This week the European Commission will reveal how it plans to work towards the pesticide reduction targets as set in the Green Deal, via the Farm to Fork strategy and also the Biodiversity strategy. Targets in the Biodiversity strategy were specific and strong as our leak revealed on 7th May – and in line with the direction expressed in earlier drafts of the Farm to Fork strategy, which we also leaked earlier (see leaks below). However chemical giant Bayer CropScience has made clear it does not want any binding legislation as part of the new EU Biodiversity Strategy. But with specific numbers for reduction in the use of pesticides and fertilizers in the biodiversity strategy in particular, will the agrichemical lobby succeed in dampening down targets as we head towards the great EU Green Deal reveal on the 20th May?
This week will be an exciting one for Climate Commissioner Frans Timmermans. After careful consultation the European Commission will reveal its highly anticipated Farm to Fork Strategy as well as the new EU Biodiversity Strategy. These will be the first actual policy proposals since Commission president Ursula von der Leyen presented her Green Deal to the world in the December 2019.
Never before has there come such an ambitious climate policy proposal out of the center of European power in the Rue de la Loi in Brussels. By 2050 the European Commission wants to transform the EU into the first climate neutral continent, by 2030 decrease the emissions of the transport sector by 90 percent, renovate offices, start taxing jet fuel, connect nature preserves and significantly reduce the use of pesticides in agriculture. But despite all the environmental ambition set out in the 24-page document, nothing is sure yet as to how this will all materialize.
Frans Timmermans will have to immediately start weaving a web of policy proposals, strategies and legislation to actually make the Green Deal a reality. After presenting a Climate Law in the EU-parliament at the beginning of March, the new Farm to Fork Strategy and a renewed EU Biodiversity Strategy are up next.
To get a feeling what farmers, food companies, the chemical industry or environmental organizations practically envision how to reduce pesticide use in Europe, the Commission has set up a consultation. Among the total of 654 entries on the EU-website within the feedback period of four weeks, a respectable amount came from farmers’ organizations from across Europe.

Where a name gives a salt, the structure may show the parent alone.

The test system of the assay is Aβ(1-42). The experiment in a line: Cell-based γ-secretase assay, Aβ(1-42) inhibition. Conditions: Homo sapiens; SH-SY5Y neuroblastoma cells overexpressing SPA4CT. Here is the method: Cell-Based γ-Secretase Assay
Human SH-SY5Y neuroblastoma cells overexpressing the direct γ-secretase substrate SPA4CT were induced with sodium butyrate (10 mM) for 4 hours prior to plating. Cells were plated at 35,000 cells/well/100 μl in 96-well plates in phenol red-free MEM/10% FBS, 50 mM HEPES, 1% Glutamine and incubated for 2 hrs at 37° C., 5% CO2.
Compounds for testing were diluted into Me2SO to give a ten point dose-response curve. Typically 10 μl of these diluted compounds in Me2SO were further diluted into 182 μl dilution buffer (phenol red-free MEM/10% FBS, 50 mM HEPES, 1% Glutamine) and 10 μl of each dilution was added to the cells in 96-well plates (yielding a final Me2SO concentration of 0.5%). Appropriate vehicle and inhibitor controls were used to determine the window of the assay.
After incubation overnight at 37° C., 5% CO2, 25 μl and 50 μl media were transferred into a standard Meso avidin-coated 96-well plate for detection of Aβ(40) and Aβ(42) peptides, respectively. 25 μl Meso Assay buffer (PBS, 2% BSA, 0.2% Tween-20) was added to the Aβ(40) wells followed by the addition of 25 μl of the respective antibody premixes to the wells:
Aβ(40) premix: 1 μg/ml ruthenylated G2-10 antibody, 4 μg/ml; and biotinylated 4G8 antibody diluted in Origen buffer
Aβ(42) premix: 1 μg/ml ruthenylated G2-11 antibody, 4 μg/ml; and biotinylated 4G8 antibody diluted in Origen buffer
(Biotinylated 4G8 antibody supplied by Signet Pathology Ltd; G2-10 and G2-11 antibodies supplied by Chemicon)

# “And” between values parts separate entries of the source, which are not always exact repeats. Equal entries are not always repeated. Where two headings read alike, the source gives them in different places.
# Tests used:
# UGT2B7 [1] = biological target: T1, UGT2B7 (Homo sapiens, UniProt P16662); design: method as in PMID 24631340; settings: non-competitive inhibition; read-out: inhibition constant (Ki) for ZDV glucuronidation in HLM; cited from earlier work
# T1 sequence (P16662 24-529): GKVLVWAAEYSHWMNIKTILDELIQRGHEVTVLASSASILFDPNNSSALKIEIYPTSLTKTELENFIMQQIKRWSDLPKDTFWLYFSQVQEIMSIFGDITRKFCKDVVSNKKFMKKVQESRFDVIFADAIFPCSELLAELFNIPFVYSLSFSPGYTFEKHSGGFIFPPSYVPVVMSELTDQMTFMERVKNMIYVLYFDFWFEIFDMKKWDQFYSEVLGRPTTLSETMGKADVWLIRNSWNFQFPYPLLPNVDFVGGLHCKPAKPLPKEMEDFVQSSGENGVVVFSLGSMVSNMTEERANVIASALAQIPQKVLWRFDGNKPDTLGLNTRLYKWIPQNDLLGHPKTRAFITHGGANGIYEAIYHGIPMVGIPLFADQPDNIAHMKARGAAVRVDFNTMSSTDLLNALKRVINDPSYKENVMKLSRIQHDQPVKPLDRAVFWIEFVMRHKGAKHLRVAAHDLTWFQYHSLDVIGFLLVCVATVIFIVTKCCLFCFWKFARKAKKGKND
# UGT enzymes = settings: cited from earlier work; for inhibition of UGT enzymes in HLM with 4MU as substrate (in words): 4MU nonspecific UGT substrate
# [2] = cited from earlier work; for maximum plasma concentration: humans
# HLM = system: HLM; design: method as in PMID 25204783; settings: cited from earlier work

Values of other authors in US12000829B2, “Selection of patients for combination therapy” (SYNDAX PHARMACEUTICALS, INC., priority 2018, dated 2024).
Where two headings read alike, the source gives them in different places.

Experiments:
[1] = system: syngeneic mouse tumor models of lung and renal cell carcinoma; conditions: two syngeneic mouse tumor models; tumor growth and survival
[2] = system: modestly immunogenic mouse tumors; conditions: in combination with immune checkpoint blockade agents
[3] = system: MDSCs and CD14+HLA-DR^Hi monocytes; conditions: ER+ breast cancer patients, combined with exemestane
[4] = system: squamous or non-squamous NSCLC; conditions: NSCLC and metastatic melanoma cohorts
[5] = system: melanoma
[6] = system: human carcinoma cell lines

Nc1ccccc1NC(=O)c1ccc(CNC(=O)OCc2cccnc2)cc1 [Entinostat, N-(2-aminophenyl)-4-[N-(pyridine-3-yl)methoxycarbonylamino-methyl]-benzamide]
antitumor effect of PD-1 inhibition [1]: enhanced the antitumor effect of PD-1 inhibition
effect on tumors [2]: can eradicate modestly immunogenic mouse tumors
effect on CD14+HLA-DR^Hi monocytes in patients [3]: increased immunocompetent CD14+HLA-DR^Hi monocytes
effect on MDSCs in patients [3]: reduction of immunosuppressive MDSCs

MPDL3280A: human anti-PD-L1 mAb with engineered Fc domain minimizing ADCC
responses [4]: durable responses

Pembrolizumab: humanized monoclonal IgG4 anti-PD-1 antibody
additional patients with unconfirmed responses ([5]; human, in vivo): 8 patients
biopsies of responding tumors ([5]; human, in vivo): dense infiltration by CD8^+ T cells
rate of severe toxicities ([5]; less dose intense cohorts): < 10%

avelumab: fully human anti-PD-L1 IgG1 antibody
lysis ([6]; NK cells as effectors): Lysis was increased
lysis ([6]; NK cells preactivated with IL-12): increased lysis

Industry has also made its presence known. Bayer Crop Science has been very outspoken about the fact it does not want binding rules on pesticide use. In the position paper the German multinational chemical giant to the Commission it states that all products the company produces are in fact ‘essential tools’ for European farmers in order to remain competitive on the world market. ‘Bayer took note of the European Commission’s intention to reduce dependency on chemical pesticides,’ Teresa Babuscio writes on behalf of Bayer on 16 March. ‘We believe that the sustainable use of pesticides should reduce the risk and impact of the use of pesticide on the environment, rather than their use’ as such. Bayer therefor particularly recommends ‘measures to ensure that new innovative solutions (both chemical and biological) are brought faster to the EU market’ – instead of elaborating how to implement their reduction sustainably.
Farm to Fork
How exactly pesticide reduction targets will materializing is not yet fully clear. A Commission spokesperson refuses to give further explanation on the matter – but Raphael Weyland of the Brussels branche of Naturschutzbund Deutschland (NABU) says: ‘Making the commitments that are outlined in the Green Deal more operational and binding, is one of the big challenges. As to pesticides I guess there will be more details in the Farm to Fork Strategy, but we haven’t seen leaks to it. Normally you also could think about adjusting existing legislation such as Sustainable Use of Pesticides Directive to have the reduction obligation binding. But I haven’t heard the Commission talking about this either.’